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I'm just waiting for someone to take one of those airplanes running electrical current to every leading edge near a thunderstorm and see what happens.

:hide:

:ohno:

:whiteflag:


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 Post subject: Re: Raptor Aircraft 5 Seat Pressurized 3,600 NM Range Die
PostPosted: 01 Dec 2019, 23:56 
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Username Protected wrote:
I'm just waiting for someone to take one of those airplanes running electrical current to every leading edge near a thunderstorm and see what happens.

:hide:

:ohno:

:whiteflag:


You take a big aluminum airplane near thunderstorms all the time. Generally nothing bad happens. Same thing here. If the plane does get struck I’m not sure the leading edges will make much difference since the carbon fiber of the skins is deliberately made conductive in those planes anyway.

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 Post subject: Re: Raptor Aircraft 5 Seat Pressurized 3,600 NM Range Die
PostPosted: 02 Dec 2019, 00:16 
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Username Protected wrote:
I'm just waiting for someone to take one of those airplanes running electrical current to every leading edge near a thunderstorm and see what happens.
Your wait is over, that would be the 787. Over 900 delivered, flying all over the world, no doubt many have been near thunderstorms, no reports of thunderstorm-related problems.


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 Post subject: Re: Raptor Aircraft 5 Seat Pressurized 3,600 NM Range Die
PostPosted: 02 Dec 2019, 00:36 
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On the heated leading edge - Thermawing is …. Installed as a factory-option in Columbias.
But this AD required they all be disabled, https://www.federalregister.gov/documen ... -airplanes . When Cessna acquired the line they gave up on Thermawing and certified a TKS system instead.


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 Post subject: Re: Raptor Aircraft 5 Seat Pressurized 3,600 NM Range Die
PostPosted: 02 Dec 2019, 00:52 
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The common feature of electric de-ice systems on the 787, ThermaWing and Villinger is that they cycle the heat in sections. It would take too much power to heat the entire leading edge continuously, as Raptor intends. The alternator for the system on my plane puts out over 17 kW and that's with 20% less wing area to protect than the Raptor.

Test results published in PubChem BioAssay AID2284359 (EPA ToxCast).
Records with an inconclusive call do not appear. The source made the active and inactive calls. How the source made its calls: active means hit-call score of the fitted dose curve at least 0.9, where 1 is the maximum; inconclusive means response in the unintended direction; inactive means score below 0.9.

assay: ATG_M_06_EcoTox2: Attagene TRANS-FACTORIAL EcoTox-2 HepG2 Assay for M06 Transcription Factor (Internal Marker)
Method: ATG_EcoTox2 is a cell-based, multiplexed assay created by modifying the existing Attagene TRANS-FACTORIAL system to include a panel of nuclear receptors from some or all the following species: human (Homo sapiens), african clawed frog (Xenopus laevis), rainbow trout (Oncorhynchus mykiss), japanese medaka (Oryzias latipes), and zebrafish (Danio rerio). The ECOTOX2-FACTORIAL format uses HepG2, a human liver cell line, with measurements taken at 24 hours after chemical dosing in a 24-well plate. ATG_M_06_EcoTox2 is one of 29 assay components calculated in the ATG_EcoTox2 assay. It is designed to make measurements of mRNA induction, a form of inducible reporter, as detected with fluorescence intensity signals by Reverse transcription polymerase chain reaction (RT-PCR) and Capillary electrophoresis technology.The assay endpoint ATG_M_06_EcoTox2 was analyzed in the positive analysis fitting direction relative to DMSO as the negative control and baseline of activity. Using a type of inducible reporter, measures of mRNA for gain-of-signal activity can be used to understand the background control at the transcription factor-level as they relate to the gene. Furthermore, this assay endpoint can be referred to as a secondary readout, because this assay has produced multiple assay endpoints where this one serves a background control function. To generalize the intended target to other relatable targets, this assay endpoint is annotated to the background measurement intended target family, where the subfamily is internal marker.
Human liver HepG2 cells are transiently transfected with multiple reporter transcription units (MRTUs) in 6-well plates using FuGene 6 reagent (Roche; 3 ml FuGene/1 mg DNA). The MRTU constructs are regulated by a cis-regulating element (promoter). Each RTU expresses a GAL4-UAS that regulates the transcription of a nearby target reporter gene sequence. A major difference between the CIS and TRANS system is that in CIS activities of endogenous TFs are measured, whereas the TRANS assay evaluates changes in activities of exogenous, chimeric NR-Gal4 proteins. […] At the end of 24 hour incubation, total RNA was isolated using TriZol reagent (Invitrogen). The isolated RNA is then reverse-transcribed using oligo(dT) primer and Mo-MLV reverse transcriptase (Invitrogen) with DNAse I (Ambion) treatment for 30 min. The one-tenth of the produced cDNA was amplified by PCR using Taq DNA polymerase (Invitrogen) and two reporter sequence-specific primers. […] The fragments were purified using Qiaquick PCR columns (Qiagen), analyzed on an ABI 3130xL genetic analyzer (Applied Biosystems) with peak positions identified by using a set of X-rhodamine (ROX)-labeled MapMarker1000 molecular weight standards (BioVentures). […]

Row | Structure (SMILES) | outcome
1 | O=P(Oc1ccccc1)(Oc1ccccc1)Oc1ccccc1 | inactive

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 Post subject: Re: Raptor Aircraft 5 Seat Pressurized 3,600 NM Range Die
PostPosted: 02 Dec 2019, 01:14 
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Username Protected wrote:
The common feature of electric de-ice systems on the 787, ThermaWing and Villinger is that they cycle the heat in sections. It would take too much power to heat the entire leading edge continuously, as Raptor intends. The alternator for the system on my plane puts out over 17 kW and that's with 20% less wing area to protect than the Raptor.


That’s why we’re talking about using waste heat from the engine. For the VW diesel at stock power levels there’s at least 150kW of waste heat available.

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 Post subject: Re: Raptor Aircraft 5 Seat Pressurized 3,600 NM Range Die
PostPosted: 02 Dec 2019, 06:23 
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Username Protected wrote:
On the heated leading edge - Thermawing is …. Installed as a factory-option in Columbias.
But this AD required they all be disabled, https://www.federalregister.gov/documen ... -airplanes . When Cessna acquired the line they gave up on Thermawing and certified a TKS system instead.



Nope. You should find out the full story before making posts like that.

The AD was issued, but it was fixed and Thermawing continues to fly on many Columbias to this day.

As a matter of fact, it can still be installed new if you want it in your existing aircraft.

TKS was also offered in non-FIKI (as was Thermawing). In fact, they were offered at the same time.

The TTx was available in the last couple of years of production from Cessna with either a non-FIKI or full-FIKI TKS.

So now you know.